A proposal

Discussion in 'other software & services' started by Gullible Jones, Jun 7, 2014.

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  1. Gullible Jones

    Gullible Jones Registered Member

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    properties.png

    I know that "anti-executable" is far from perfect, but seriously, this is 2014. Denying a binary access to a bunch of system calls is the sort of thing that an OS should be able to do, on its own, selectively, without any third-party rubbish.
     
  2. jnthn

    jnthn Registered Member

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    Not exactly the same but some OSes do have this setting.
     

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  3. Gullible Jones

    Gullible Jones Registered Member

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    They do, but not the way you think. Your screenshot there is just a setting in Nautilus, it's purely in userspace, and it only applies to scripts, not binaries. It's not kernel level interception of system calls.

    AppArmor and other path-based MAC systems can definitely do this - all you have to do is blanket deny a program exec permission on everything it has access to, and it won't be able to execute binaries. SMACK and SELinux should be able to do it too, though perhaps less easily... Using mandatory access control this way is a bit like using the CD player tray as a cupholder though. :)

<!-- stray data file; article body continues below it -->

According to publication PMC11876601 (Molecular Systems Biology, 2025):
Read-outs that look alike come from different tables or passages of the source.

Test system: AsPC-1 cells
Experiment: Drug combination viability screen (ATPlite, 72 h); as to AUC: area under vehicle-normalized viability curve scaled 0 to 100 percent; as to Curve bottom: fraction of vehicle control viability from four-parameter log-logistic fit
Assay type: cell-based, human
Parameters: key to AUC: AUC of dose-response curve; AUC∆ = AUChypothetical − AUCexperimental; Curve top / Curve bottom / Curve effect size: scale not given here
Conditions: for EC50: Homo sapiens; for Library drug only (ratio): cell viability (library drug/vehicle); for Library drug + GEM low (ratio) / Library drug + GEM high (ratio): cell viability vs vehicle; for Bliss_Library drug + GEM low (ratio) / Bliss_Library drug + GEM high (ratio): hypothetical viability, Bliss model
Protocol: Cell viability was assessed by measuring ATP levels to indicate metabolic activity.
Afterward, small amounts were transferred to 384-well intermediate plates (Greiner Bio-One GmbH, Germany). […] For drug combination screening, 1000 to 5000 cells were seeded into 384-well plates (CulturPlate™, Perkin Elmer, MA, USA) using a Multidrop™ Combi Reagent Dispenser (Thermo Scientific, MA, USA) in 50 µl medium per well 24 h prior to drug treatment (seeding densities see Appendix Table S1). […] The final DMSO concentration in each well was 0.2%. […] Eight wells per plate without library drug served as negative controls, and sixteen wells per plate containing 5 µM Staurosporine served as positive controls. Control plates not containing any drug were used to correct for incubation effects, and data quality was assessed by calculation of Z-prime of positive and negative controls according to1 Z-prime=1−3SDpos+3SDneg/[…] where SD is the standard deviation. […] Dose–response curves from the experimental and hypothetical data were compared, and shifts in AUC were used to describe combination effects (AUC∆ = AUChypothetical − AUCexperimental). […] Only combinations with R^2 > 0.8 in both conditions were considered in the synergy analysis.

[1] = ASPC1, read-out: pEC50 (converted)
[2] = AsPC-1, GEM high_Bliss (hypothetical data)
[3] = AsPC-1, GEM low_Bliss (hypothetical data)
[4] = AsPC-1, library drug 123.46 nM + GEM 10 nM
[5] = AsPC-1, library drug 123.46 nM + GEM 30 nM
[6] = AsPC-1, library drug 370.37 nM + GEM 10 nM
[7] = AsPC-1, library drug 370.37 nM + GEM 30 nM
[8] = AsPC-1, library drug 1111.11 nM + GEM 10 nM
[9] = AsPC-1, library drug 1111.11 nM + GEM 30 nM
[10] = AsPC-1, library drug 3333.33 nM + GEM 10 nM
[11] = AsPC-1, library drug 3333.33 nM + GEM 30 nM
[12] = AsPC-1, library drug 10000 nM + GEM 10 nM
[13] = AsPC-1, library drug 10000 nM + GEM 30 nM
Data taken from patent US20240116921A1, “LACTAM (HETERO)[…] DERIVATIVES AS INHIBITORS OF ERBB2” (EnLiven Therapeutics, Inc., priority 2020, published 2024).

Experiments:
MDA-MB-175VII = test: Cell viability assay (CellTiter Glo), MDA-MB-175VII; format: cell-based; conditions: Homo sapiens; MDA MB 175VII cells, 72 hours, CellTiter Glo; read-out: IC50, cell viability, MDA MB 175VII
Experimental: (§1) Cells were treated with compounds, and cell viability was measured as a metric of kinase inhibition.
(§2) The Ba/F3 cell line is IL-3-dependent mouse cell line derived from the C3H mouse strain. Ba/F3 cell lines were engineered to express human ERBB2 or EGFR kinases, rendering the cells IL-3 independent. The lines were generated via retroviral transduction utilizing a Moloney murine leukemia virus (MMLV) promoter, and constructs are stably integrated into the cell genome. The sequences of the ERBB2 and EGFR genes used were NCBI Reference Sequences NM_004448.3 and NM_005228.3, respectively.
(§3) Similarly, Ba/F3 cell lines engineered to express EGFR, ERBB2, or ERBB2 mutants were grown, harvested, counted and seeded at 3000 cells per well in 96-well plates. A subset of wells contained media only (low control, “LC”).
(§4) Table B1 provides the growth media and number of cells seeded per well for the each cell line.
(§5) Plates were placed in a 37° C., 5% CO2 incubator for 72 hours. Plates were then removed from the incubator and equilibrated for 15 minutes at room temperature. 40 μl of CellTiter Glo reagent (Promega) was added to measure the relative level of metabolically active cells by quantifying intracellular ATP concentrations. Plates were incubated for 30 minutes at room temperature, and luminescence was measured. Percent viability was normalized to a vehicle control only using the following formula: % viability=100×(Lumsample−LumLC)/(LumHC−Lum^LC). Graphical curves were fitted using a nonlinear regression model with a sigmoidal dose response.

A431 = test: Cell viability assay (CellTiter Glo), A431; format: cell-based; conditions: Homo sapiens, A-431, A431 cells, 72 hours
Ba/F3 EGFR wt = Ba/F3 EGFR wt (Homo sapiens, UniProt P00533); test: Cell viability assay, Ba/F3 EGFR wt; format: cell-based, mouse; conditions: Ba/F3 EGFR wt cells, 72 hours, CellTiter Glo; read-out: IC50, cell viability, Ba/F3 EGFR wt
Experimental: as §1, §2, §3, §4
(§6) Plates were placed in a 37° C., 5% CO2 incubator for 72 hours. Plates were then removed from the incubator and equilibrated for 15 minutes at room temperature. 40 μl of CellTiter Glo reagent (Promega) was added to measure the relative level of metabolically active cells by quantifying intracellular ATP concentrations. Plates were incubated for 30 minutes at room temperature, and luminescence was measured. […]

What I'm getting at is, this stuff should be the province of the OS itself, not third-party software. AFAIK Windows NT is the only multiuser OS ever to rely so much on third-party drivers for security.
     
  4. noone_particular

    noone_particular Registered Member

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    That's because Windows is still based on default-permit where anything can run anything else. They chose to make it simple for those who know nothing about computers, consequences be damned. Just wait until automotive electronics become more like PCs or smartphones. If they use the same default-permit policies, someone could design malware that could physically steal the car.
     
  5. CloneRanger

    CloneRanger Registered Member

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    I'm glad we have 3rd party protection etc. I wouldn't trust MS to do it all !
     
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